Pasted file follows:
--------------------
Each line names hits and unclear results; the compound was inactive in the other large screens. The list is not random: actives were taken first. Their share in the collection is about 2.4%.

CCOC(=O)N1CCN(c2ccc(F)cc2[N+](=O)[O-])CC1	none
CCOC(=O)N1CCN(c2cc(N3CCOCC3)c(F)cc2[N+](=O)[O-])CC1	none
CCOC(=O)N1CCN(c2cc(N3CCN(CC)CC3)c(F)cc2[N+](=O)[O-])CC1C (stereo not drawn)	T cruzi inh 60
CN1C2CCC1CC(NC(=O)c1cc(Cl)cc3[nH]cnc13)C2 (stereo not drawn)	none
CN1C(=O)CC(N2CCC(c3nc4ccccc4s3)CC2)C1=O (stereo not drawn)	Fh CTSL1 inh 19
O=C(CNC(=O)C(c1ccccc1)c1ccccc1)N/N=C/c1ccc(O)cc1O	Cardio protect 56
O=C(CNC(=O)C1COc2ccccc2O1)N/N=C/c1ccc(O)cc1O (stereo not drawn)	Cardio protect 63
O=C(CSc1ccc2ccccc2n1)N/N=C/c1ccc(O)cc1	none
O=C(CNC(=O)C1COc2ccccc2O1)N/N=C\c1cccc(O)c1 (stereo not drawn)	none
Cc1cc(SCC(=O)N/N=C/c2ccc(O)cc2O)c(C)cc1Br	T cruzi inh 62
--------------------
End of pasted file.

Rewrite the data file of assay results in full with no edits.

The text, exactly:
Each line names hits and unclear results; the compound was inactive in the other large screens. The list is not random: actives were taken first. Their share in the collection is about 2.4%.

CCOC(=O)N1CCN(c2ccc(F)cc2[N+](=O)[O-])CC1	none
CCOC(=O)N1CCN(c2cc(N3CCOCC3)c(F)cc2[N+](=O)[O-])CC1	none
CCOC(=O)N1CCN(c2cc(N3CCN(CC)CC3)c(F)cc2[N+](=O)[O-])CC1C (stereo not drawn)	T cruzi inh 60
CN1C2CCC1CC(NC(=O)c1cc(Cl)cc3[nH]cnc13)C2 (stereo not drawn)	none
CN1C(=O)CC(N2CCC(c3nc4ccccc4s3)CC2)C1=O (stereo not drawn)	Fh CTSL1 inh 19
O=C(CNC(=O)C(c1ccccc1)c1ccccc1)N/N=C/c1ccc(O)cc1O	Cardio protect 56
O=C(CNC(=O)C1COc2ccccc2O1)N/N=C/c1ccc(O)cc1O (stereo not drawn)	Cardio protect 63
O=C(CSc1ccc2ccccc2n1)N/N=C/c1ccc(O)cc1	none
O=C(CNC(=O)C1COc2ccccc2O1)N/N=C\c1cccc(O)c1 (stereo not drawn)	none
Cc1cc(SCC(=O)N/N=C/c2ccc(O)cc2O)c(C)cc1Br	T cruzi inh 62